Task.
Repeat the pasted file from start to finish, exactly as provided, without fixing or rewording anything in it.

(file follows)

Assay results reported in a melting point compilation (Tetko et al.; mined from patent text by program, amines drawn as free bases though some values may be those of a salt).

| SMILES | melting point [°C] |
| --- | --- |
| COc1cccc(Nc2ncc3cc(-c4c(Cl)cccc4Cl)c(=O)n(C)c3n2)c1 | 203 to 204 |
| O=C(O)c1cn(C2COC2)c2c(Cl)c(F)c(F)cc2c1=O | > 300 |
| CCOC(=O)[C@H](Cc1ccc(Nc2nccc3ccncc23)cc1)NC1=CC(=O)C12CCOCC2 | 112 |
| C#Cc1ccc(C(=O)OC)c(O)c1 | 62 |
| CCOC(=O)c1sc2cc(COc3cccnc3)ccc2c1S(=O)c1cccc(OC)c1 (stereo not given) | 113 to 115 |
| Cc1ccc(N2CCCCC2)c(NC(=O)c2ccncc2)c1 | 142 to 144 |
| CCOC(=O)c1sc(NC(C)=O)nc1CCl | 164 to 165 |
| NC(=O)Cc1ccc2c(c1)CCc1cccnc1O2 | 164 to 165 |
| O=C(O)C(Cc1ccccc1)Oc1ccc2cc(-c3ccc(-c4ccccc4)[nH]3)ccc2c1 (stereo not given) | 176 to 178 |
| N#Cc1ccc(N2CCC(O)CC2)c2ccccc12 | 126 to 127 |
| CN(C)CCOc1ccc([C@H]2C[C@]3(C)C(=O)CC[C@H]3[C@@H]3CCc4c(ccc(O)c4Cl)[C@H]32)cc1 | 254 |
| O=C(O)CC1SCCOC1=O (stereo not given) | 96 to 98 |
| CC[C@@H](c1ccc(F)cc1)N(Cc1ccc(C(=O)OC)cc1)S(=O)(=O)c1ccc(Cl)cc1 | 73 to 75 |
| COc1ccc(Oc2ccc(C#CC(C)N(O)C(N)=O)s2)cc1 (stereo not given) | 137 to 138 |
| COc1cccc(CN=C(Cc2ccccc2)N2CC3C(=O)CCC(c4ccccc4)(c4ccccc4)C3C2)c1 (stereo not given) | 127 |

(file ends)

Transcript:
Assay results reported in a melting point compilation (Tetko et al.; mined from patent text by program, amines drawn as free bases though some values may be those of a salt).

| SMILES | melting point [°C] |
| --- | --- |
| COc1cccc(Nc2ncc3cc(-c4c(Cl)cccc4Cl)c(=O)n(C)c3n2)c1 | 203 to 204 |
| O=C(O)c1cn(C2COC2)c2c(Cl)c(F)c(F)cc2c1=O | > 300 |
| CCOC(=O)[C@H](Cc1ccc(Nc2nccc3ccncc23)cc1)NC1=CC(=O)C12CCOCC2 | 112 |
| C#Cc1ccc(C(=O)OC)c(O)c1 | 62 |
| CCOC(=O)c1sc2cc(COc3cccnc3)ccc2c1S(=O)c1cccc(OC)c1 (stereo not given) | 113 to 115 |
| Cc1ccc(N2CCCCC2)c(NC(=O)c2ccncc2)c1 | 142 to 144 |
| CCOC(=O)c1sc(NC(C)=O)nc1CCl | 164 to 165 |
| NC(=O)Cc1ccc2c(c1)CCc1cccnc1O2 | 164 to 165 |
| O=C(O)C(Cc1ccccc1)Oc1ccc2cc(-c3ccc(-c4ccccc4)[nH]3)ccc2c1 (stereo not given) | 176 to 178 |
| N#Cc1ccc(N2CCC(O)CC2)c2ccccc12 | 126 to 127 |
| CN(C)CCOc1ccc([C@H]2C[C@]3(C)C(=O)CC[C@H]3[C@@H]3CCc4c(ccc(O)c4Cl)[C@H]32)cc1 | 254 |
| O=C(O)CC1SCCOC1=O (stereo not given) | 96 to 98 |
| CC[C@@H](c1ccc(F)cc1)N(Cc1ccc(C(=O)OC)cc1)S(=O)(=O)c1ccc(Cl)cc1 | 73 to 75 |
| COc1ccc(Oc2ccc(C#CC(C)N(O)C(N)=O)s2)cc1 (stereo not given) | 137 to 138 |
| COc1cccc(CN=C(Cc2ccccc2)N2CC3C(=O)CCC(c4ccccc4)(c4ccccc4)C3C2)c1 (stereo not given) | 127 |